Mustang lies North-west of Annapurna and extends north onto the Tibetan Plateau. The Upper Mustang region is still home to ancient Mustang-Tibetan communities that sit in stark contrast to the advancing modernisation of Nepal.
The main trail in Mustang runs North-South from Lo Monthang to Jomsom, and all treks require restricted access permits. Below are the two most popular trekking routes:
Mustang Circuit (12-14 days) – Begins in Jomsom and can be combined with various trails to Naar, Damadhar Kund, Saribung and Muktinath. The highest point is Mui La at 4,170 meters and difficulty is easy to moderate.
Upper Mustang Trek (18-20 days) – Typically the Upper Mustang Trek is a continuation of the Mustang Circuit to the Northern communities of the Upper Mustang region. Ideal for those looking to experience the fascinating lives of ancient Mustang communities.
Situated in the centre of Nepal, the Manaslu Region encompasses both the Manaslu and Ganesh Himals. The latter consists of seven major peaks which form a natural border with Tibet in the North. Further south-west is the massive summit of Manaslu (8,163 meters), the eighth highest mountain in the world.
Apart from the striking natural beauty of the region, the area is also culturally diverse offering trekkers rich insight into the various groups of Nepalese people that inhabit the regions hills and valleys.
A number of trek variations and trails are available, but the most popular is the Manaslu Circuit Trek, a 12-14 day hike that provides an unbeatable mix of incredible scenery and cultural diversity. Some consider the Manaslu Circuit the finest trek in Nepal. Ideal for the intermediate trekker or anyone with a good degree of fitness.
Lying just north of Kathmandu, the Langtang region is the third most popular trekking region in Nepal (after Annapurna and the Khumba / Everest region), and it’s easy to see why. It has incredible scenery that includes the Langtang and Kangja Himals, diverse ethnic communities and perfect positioning near the trekking center of Kathmandu.
The region has a multitude of trails that offer trekkers many variations in length and difficulty. Below are the main trails in the region.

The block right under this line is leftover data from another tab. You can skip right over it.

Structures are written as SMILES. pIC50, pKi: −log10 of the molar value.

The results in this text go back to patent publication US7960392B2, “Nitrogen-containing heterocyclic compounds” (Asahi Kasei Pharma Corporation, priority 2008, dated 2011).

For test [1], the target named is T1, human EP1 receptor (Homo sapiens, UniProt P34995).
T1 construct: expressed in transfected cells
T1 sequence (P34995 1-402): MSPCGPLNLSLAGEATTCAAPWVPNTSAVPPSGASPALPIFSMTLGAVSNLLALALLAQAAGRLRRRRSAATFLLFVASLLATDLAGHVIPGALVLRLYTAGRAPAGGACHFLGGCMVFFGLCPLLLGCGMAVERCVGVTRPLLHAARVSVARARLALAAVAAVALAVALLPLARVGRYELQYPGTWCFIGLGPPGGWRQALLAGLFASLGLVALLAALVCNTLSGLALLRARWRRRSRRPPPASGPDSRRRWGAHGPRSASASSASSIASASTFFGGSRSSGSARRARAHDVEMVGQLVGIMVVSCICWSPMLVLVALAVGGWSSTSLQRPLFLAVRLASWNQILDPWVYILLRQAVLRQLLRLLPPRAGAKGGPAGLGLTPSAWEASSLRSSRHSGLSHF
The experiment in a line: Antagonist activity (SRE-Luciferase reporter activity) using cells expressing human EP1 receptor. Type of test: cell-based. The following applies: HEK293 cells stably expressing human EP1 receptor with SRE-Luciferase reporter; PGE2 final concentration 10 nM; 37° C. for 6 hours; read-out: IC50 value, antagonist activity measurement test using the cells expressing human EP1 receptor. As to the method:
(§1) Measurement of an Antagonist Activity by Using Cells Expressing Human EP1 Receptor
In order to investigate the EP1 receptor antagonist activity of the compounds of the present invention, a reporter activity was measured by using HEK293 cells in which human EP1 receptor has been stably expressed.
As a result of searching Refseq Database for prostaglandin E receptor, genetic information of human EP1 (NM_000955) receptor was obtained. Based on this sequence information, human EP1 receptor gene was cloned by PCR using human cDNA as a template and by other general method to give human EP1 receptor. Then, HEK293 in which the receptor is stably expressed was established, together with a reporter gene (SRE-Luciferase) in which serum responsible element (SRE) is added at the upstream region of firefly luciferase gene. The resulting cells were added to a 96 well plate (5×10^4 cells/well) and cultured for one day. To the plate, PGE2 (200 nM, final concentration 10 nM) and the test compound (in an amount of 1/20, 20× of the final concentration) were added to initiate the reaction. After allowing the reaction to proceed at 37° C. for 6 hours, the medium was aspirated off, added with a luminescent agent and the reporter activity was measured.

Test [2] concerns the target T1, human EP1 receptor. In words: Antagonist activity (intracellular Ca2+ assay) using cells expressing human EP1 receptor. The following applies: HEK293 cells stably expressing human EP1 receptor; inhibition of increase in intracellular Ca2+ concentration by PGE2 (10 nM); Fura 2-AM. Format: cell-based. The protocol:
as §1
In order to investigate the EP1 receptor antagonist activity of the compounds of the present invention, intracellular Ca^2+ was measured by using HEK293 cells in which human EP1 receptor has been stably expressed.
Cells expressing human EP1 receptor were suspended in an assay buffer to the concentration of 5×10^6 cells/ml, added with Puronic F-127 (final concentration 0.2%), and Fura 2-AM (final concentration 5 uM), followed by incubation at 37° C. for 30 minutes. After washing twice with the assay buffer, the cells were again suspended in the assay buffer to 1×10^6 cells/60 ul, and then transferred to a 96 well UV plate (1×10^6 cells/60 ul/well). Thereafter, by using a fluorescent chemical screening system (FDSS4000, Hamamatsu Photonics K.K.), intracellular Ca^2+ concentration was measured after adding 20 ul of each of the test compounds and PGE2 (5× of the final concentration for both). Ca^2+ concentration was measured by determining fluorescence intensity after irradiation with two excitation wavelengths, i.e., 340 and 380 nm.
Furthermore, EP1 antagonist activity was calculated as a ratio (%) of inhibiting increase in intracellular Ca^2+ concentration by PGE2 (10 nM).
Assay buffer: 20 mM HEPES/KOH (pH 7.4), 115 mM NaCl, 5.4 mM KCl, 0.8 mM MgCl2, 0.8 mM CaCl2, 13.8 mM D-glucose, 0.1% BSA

Langtang Valley Trek (7-12 days) – A popular trek through the Langtang National Park (second largest national park in Nepal). Treks typically begin in Dunche, the main trading post in the area, and follow the beautiful alpine valley to Kyangjin before circling back. Ideal for novice or intermediate trekkers
Rolwaling Trek (up to three weeks) – Technically situated between the Langtang and Khumba region is the Rolwaling Valley – known as one of the seven hidden valleys in the Himalayas. The area provides a unique quiet spot in a busy region and offers adventurous trekkers / climbers the opportunity to utilize their mountaineering skills as ropes are required!
Gosainkunda Trek (10-14 days) – Typically encompasses the Langtang Valley Trek and includes a visit to Gosainkunda Lake, a sacred Hindu lake where pilgrims congregate to wash off their sins. A popular trek that is usually approached via Trishuli valley, North-west of Kathmandu
Helambu Trek (7-10 days) – Helambu sits just North of Kathmandu and is inhabited by Sherpas and Tamang people. Ideal for trekkers who do not want to venture too far from Kathmandu
The Everest region, or Khumba, is based in the Northeast of Nepal and is designated a World Heritage Site. Most of the region is based above 3,000 meters.
The region is grand on all scales. Home to four of the six highest mountains in the world – Mount Everest, Mount Lhotse, Mount Makalu, and Cho Oyu – the region is quite simply one of hyperbole.
See below for Everest Region trekking options.
Everest Base Camp Trek (12-14 days) – An extremely popular trek for obvious reasons, the Everest Base Camp Trek provide a moderate to easy trek via the legendary Sherpa village of Namche Bazaar and Tengboche Monastery, the highest Buddhist center in Khumbu. Variations on the Everest Base Camp Trek, like a visit to Gokyo Lakes or further ‘climbing’ expedition up Island Peak, are also popular.
Khumba Valley Trek (12-16 days) – A classic trek due to it’s location in the shadow of Sagarmatha (Mt. Everest) in the Sagarmatha National Park. A moderate-to-strenuous trek due to its isolated location, this trek gives a full trekking in Nepal experience.
Makalu Base Camp Trek (18-22 days) – A long and strenuous hike (especially the second half) takes trekkers through the Makalu-Barun National Park in the North-east of the Khumba region, which houses the fifth highest mountain in the world – Makalu (8,470 meters). Not for the faint-hearted, but a great trek that is surprisingly quiet due to its remote location in the region and lack of tea houses.
Mera Peak (Nepal trekking peak) – At 6,746 meters, Mera Peak is classified as a Nepal trekking peak, this is to say that it requires some mountaineering experience with ropes used on the final section to the summit. Only recommended for the adventurous soul who has some previous high altitude trekking and basic mountaineering skills.
Island Peak (Nepal trekking peak) – A challenging trekking peak in Nepal, Island Peak is usually combined with an Everest Base Camp trek to give one time to acclimatise and prepare for the strenuous ascent of the 6,176 meter summit. Again, this ‘trek’ is only recommended for those with high altitude trekking experience and basic mountaineering skills.
Home to vast rhododendron forests and the third highest mountain in the world, Mt. Kachenjunga (8,586 meters), this far eastern region of Nepal is remote, rugged and beautiful.
Kanchenjunga massif is characterized by loads of peaks and valleys but can be seen to split into two sections. The southwest face and ridges, around Yalung, and the north face where the Kachenjunga Base Camp is situated.
Treks vary in the region, but most trekkers enter via Taplejung. The most popular trek in the region is the Kachenjunga Base Camp Trek.